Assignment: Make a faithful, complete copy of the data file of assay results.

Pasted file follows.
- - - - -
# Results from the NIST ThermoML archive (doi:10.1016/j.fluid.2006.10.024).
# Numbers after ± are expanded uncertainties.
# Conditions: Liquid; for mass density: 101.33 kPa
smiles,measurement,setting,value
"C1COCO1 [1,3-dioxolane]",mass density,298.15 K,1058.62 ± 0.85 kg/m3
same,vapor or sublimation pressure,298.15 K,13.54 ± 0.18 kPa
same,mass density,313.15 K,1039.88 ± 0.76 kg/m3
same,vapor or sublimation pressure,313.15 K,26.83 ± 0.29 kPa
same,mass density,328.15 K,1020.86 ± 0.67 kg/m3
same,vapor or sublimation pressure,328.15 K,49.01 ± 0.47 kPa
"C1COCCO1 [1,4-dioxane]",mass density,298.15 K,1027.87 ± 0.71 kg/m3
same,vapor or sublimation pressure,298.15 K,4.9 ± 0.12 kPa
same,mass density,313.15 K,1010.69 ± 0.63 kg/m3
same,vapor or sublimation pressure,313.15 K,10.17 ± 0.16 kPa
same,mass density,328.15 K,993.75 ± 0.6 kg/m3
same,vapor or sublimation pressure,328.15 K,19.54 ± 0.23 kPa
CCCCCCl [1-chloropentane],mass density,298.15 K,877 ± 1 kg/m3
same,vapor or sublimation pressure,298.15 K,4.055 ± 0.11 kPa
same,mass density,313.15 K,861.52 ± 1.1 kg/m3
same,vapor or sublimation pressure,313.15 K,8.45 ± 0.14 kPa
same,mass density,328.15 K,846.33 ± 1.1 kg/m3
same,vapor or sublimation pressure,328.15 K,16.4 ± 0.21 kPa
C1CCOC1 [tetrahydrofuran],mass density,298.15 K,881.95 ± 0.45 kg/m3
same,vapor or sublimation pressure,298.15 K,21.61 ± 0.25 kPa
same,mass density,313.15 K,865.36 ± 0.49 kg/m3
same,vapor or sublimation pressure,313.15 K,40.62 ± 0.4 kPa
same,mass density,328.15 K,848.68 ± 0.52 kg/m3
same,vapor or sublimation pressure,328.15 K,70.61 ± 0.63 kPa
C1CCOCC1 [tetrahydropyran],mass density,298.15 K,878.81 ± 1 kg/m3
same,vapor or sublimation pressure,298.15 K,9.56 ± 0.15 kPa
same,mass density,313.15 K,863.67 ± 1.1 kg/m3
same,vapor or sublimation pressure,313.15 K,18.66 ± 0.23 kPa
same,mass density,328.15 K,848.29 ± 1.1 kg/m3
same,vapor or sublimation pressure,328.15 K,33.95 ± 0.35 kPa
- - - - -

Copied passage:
# Results from the NIST ThermoML archive (doi:10.1016/j.fluid.2006.10.024).
# Numbers after ± are expanded uncertainties.
# Conditions: Liquid; for mass density: 101.33 kPa
smiles,measurement,setting,value
"C1COCO1 [1,3-dioxolane]",mass density,298.15 K,1058.62 ± 0.85 kg/m3
same,vapor or sublimation pressure,298.15 K,13.54 ± 0.18 kPa
same,mass density,313.15 K,1039.88 ± 0.76 kg/m3
same,vapor or sublimation pressure,313.15 K,26.83 ± 0.29 kPa
same,mass density,328.15 K,1020.86 ± 0.67 kg/m3
same,vapor or sublimation pressure,328.15 K,49.01 ± 0.47 kPa
"C1COCCO1 [1,4-dioxane]",mass density,298.15 K,1027.87 ± 0.71 kg/m3
same,vapor or sublimation pressure,298.15 K,4.9 ± 0.12 kPa
same,mass density,313.15 K,1010.69 ± 0.63 kg/m3
same,vapor or sublimation pressure,313.15 K,10.17 ± 0.16 kPa
same,mass density,328.15 K,993.75 ± 0.6 kg/m3
same,vapor or sublimation pressure,328.15 K,19.54 ± 0.23 kPa
CCCCCCl [1-chloropentane],mass density,298.15 K,877 ± 1 kg/m3
same,vapor or sublimation pressure,298.15 K,4.055 ± 0.11 kPa
same,mass density,313.15 K,861.52 ± 1.1 kg/m3
same,vapor or sublimation pressure,313.15 K,8.45 ± 0.14 kPa
same,mass density,328.15 K,846.33 ± 1.1 kg/m3
same,vapor or sublimation pressure,328.15 K,16.4 ± 0.21 kPa
C1CCOC1 [tetrahydrofuran],mass density,298.15 K,881.95 ± 0.45 kg/m3
same,vapor or sublimation pressure,298.15 K,21.61 ± 0.25 kPa
same,mass density,313.15 K,865.36 ± 0.49 kg/m3
same,vapor or sublimation pressure,313.15 K,40.62 ± 0.4 kPa
same,mass density,328.15 K,848.68 ± 0.52 kg/m3
same,vapor or sublimation pressure,328.15 K,70.61 ± 0.63 kPa
C1CCOCC1 [tetrahydropyran],mass density,298.15 K,878.81 ± 1 kg/m3
same,vapor or sublimation pressure,298.15 K,9.56 ± 0.15 kPa
same,mass density,313.15 K,863.67 ± 1.1 kg/m3
same,vapor or sublimation pressure,313.15 K,18.66 ± 0.23 kPa
same,mass density,328.15 K,848.29 ± 1.1 kg/m3
same,vapor or sublimation pressure,328.15 K,33.95 ± 0.35 kPa